At the 2018 Annual Meeting, Extending the Tent was brought to the full membership in a special town hall chaired by current president Laura Huenneke, who led a panel of members of the Extending the Tent Task Force who explained the task force’s work to date and solicited feedback from the audience on how ESA can best reach out and support more and more diverse ecologists.
Also, the ESA booth in the exhibit hall included a feedback center for Extending the Tent. Members were encouraged to visit and fill out a feedback form to add their perspectives on how and where ESA should focus its efforts to build a bigger, stronger, more inclusive society.
The 2018 Annual Meeting also included the Diversity Luncheon and first-ever Diversity Forum, which included panelists bringing their own unique personal and career perspectives to ecology. This celebration of diversity initiatives in ESA included a look ahead into how together, we can advance diversity, equity, inclusion and justice in the ecological sciences and within the Society.
Ecology on Exhibit
The exhibit hall at the 2018 Annual Meeting was, as always, a hub of bustling activity throughout the week. Universities brought their pitches to attract students and postdocs, and companies showed off some of the latest technologies in everything from remote sensing to data visualization.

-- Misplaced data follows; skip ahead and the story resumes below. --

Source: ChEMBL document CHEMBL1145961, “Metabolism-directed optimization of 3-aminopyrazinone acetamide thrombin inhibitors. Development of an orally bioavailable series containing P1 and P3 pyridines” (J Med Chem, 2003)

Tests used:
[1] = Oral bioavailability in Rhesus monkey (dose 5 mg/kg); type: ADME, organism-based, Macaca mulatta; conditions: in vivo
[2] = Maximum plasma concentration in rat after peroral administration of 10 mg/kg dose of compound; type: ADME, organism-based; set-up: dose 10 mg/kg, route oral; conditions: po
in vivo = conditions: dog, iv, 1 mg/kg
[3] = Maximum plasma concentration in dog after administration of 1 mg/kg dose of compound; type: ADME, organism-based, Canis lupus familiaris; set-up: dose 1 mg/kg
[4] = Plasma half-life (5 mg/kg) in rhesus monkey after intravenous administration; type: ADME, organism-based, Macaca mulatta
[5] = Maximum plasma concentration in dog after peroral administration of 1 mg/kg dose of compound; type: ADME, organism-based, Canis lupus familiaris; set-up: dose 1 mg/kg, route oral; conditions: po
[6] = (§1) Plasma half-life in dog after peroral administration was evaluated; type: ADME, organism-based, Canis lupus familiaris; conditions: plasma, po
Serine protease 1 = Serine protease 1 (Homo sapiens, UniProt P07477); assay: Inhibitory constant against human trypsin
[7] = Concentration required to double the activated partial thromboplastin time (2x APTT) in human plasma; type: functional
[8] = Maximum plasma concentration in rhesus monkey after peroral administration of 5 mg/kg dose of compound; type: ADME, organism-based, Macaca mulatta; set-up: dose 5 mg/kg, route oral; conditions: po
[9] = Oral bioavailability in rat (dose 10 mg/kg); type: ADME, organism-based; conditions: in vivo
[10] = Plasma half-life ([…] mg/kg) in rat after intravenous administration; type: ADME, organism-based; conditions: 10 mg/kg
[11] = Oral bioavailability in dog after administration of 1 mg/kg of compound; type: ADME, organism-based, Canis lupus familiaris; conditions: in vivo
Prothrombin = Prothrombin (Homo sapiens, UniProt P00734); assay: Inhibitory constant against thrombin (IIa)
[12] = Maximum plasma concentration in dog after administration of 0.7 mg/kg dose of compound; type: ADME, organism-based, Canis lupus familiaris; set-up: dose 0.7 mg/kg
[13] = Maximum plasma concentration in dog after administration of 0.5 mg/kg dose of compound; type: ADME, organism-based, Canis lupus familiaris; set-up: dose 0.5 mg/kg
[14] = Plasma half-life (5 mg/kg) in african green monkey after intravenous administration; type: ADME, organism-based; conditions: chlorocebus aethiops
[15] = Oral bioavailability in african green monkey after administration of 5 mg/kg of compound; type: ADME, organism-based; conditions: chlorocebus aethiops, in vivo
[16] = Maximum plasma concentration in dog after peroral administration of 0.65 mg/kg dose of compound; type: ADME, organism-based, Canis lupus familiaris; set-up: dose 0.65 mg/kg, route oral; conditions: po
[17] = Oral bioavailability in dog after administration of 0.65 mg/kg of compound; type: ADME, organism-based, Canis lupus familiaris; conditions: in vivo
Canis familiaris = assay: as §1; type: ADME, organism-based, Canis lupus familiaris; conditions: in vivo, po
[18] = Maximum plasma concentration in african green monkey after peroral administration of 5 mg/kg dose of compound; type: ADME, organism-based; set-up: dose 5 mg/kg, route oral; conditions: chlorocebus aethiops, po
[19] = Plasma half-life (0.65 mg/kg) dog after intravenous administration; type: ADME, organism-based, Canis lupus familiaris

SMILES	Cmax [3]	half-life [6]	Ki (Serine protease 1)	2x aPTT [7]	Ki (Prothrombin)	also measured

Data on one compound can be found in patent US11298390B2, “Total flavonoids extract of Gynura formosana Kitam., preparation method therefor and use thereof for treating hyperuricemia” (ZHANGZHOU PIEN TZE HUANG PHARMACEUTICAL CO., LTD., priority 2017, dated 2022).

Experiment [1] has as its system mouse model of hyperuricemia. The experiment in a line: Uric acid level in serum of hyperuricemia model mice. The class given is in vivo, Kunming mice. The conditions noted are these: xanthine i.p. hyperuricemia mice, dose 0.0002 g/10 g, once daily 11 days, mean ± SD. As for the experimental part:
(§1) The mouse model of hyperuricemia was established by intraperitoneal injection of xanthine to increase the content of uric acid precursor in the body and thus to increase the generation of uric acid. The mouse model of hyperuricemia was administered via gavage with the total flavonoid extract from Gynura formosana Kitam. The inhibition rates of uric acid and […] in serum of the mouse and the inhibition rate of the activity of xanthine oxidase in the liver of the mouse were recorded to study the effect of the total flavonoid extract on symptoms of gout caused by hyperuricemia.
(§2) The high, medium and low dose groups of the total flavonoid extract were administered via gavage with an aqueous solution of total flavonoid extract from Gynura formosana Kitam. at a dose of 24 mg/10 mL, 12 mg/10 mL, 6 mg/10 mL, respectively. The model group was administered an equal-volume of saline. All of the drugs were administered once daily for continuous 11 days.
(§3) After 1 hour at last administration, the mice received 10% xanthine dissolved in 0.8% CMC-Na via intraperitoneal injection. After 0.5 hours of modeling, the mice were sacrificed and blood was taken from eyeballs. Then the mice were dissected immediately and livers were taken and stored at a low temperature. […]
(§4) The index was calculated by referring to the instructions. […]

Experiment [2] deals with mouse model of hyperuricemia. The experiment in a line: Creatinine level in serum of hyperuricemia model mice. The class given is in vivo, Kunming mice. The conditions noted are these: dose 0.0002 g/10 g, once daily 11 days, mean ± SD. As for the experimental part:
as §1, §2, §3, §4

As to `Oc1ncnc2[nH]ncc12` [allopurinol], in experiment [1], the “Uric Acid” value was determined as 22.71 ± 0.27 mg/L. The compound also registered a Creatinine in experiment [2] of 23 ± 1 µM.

The exhibit hall hosted the posters as well, for daily networking and poster sessions that highlighted research from high school students to established scientists and gave ecologists a chance to present their work and get feedback from peers and mentors.
New to the exhibit hall for 2018 but an immediate hit was the ESA Career Fair, which offered opportunities for attendees to explore career pathways, get in-person feedback on their resumes, network, seek positions and participate in a great sharing of ideas around careers in ecology. Representatives from the Student Section, Early Career Section, Committee for Diversity and Education and Science Committee were involved in planning.
And of course, the exhibit hall was home to tables for ESA’s sections and chapters. Members could browse among the different geographic, disciplinary or interest groups, join up, network or even just connect with colleagues and participate in fun activities like Sketch Your Science (courtesy of the Communication and Engagement Section) or building their own microbes with pipe cleaners with the Microbial Ecology Section.
In the opening days of the Annual Meeting, ESA’s Governing Board met to consider the state of the Society. They received reports from the staff, editors in chief and other volunteers and considered new business. ESA thanked Nalini Nadkarni, Emily Cloyd and Sharon Hall for their service and welcomed Pamela Templer, Kathleen Treseder and Manuel Morales as new members.
The ESA Council, which includes the Governing Board and the chairs of each of ESA’s committees, chapters and sections, also convened at the Annual Meeting. After new members of the Council were given an orientation as to their responsibilities and how to work with ESA’s staff, the entire Council met to take up items of governance for the Society and to approve the budget for 2019.